Better Than Free: Piracy vs. Legitimacy.

I came across a really good article today called Better Than Free written by Kevin Kelly. The article is about how something that may be free and infinitely abundant—referring to digital media—can still be valuable enough that people will pay for it, even though the law of supply and demand states that if something is in infinite supply it will cost nothing.

This made me think about how the ability to make perfect copies of digital media will affect the kind of work that I want to do. Every media industry that I can think of is complaining about piracy and how it's hurting their business: music, movies, video games, books, software, the list goes on and on. If it's so easy to get copies for free then why would anybody pay for it?

I've been thinking about this topic a lot over the past few years because our studio's primary form of distribution will be internet downloads. Trying to create the best possible product and cultivate a high level of trust with customers, while protecting our business model at the same time, is a tricky problem. If it's done poorly it can have disastrous results. Out of all the media companies I only know of a few that have done it well by our standards.

Currently the only solution to fixing the piracy problem, as far as the majority of media companies are concerned, is to make prefect digital copies harder to make through copyright protection (commonly referred to as digital rights management or DRM) and inflicting stiffer legal penalties for doing so. It's basically a lock and key approach with additional scare tactics to keep their business model working the way it has in the past. The problem with this strategy is that it only stops an extremely small amount of total piracy: casual piracy (although easy piracy would be a more accurate term). The other copyright infringers will still go through the same channels and their pirating experience will be the same as before. The copyright protection already been broken when they download it. Pirating isn't anymore difficult for them, just a little more challenging for those cracking the software.

So the only thing that copy protection really inconveniences are the crack teams who get praise and glory for being really clever, and the paying customers because of all the hoops they have to jump through in order to enjoy their media: DVDs not being playable in all operating systems, games requiring the original install discs be in the drive in order to play, 16 character CD keys, online activation, encrypted music and movie files restricted to "approved devices", PDF textbooks that expire and become unreadable after the semester is over, the list goes on an on. These are all things that legitimate customers have to deal with but the pirates do not. There's no copyright protection on the pirated copies. No DRM. There's nothing stopping you from making backups, editing, transcoding, reading or playing the file whenever you want, which makes the illegal copies more valuable than the legitimate ones. This phenomenon is referred to as the Better Than Original Vulnerability, and is why DRM in it's current state is grossly ineffective. To top it off, in order to get that more valuable product you don't have to pay anything for it.

Pay more for a defective product, or nothing for a better product. It's no wonder why piracy is so rampant.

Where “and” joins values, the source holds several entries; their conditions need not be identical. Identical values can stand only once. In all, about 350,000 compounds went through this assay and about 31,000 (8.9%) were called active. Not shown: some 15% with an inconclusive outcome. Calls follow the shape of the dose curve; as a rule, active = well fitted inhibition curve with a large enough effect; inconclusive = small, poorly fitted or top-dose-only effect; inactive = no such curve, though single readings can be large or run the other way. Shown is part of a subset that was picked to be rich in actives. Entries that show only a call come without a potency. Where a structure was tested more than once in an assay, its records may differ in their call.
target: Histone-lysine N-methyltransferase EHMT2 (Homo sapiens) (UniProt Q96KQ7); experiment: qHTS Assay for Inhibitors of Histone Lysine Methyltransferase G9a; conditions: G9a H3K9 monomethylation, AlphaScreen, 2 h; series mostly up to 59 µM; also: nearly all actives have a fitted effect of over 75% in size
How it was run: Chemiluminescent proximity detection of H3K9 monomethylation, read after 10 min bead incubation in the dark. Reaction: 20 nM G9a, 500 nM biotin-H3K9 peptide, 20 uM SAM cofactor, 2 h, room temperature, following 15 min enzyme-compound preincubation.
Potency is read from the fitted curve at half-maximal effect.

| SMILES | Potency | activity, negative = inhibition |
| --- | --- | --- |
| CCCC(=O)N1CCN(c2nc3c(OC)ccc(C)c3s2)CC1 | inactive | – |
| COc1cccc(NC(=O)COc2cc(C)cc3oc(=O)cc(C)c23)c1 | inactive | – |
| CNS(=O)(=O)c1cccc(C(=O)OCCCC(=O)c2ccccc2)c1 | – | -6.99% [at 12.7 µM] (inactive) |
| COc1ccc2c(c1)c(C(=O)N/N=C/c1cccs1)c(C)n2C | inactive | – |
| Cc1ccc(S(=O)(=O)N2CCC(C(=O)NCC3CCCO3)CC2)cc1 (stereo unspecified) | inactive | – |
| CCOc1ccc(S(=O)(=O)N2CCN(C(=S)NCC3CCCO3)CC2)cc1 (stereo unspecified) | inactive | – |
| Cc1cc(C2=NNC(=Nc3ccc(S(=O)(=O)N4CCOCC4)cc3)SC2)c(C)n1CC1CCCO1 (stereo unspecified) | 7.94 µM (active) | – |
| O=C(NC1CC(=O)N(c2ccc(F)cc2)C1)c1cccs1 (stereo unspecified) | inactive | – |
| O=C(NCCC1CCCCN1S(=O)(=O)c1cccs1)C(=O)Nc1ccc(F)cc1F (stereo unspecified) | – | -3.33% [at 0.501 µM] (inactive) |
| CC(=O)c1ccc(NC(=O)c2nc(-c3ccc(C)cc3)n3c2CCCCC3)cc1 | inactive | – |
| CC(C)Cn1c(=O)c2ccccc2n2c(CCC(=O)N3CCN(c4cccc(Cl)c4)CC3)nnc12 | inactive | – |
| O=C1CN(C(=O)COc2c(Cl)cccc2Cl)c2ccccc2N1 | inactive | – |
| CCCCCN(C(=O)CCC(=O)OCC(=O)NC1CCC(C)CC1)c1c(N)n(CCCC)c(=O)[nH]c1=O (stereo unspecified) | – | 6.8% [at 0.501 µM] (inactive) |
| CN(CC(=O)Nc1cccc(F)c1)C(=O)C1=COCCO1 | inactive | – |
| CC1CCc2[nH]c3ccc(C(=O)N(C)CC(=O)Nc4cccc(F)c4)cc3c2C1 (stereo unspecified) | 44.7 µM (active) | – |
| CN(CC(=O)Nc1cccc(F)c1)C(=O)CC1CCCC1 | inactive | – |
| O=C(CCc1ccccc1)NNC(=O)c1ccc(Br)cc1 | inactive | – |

There are however some characteristics that can't be copied. Kevin Kelly describes these as the 8 generatives: immediacy, being able to get something as soon as it's released; personalization, something that is custom made and that directly addresses your unique needs and wants; interpretation, documentation and training to make the product useful; authenticity, reliable media that is virus free and legal; accessibility, being able to access the product at any time and not have to worry about keeping back ups; embodiment, a physical reproduction, live performances or experiences with friends and family; patronage, the warm fuzzy of supporting artists by paying for their work; and findability, mind share, a work has to be known for it to be valuable.

These are all things that can't be copied that make something valuable and incidentally things that people pay a premium for. By taking a look at what the different media distribution services have to offer, you can gauge the quality of each service by how well it holds up to these generatives. So let's look at some examples in these terms.

Boxed video games contain the install discs, a manual and occasionally some extra goodies like posters or figurines. Many games use some kind of copyright protection system like SecuROM and a CD check which requires that the install disc be in the drive to be playable, even though all the game files have been copied onto the hard drive. In recent years the only way to get games on launch day from a large outlet like GameStop is to preorder it or try your luck elsewhere.

Authenticity, embodiment in the form of box art and figures, and patronage. That's 3 out of 8.

Let's compare that with Steam, Valve's online content distribution system. With Steam you can search for hundreds of new, classic, and out of print games. Immediately after purchasing you can start downloading the game from their high-speed servers, and in some cases preload the game so it'll be unlocked as soon as it's released. You can install Steam on any computer, log in, and download your purchased the games and play them so long as you are not already logged in elsewhere. There are no CD checks.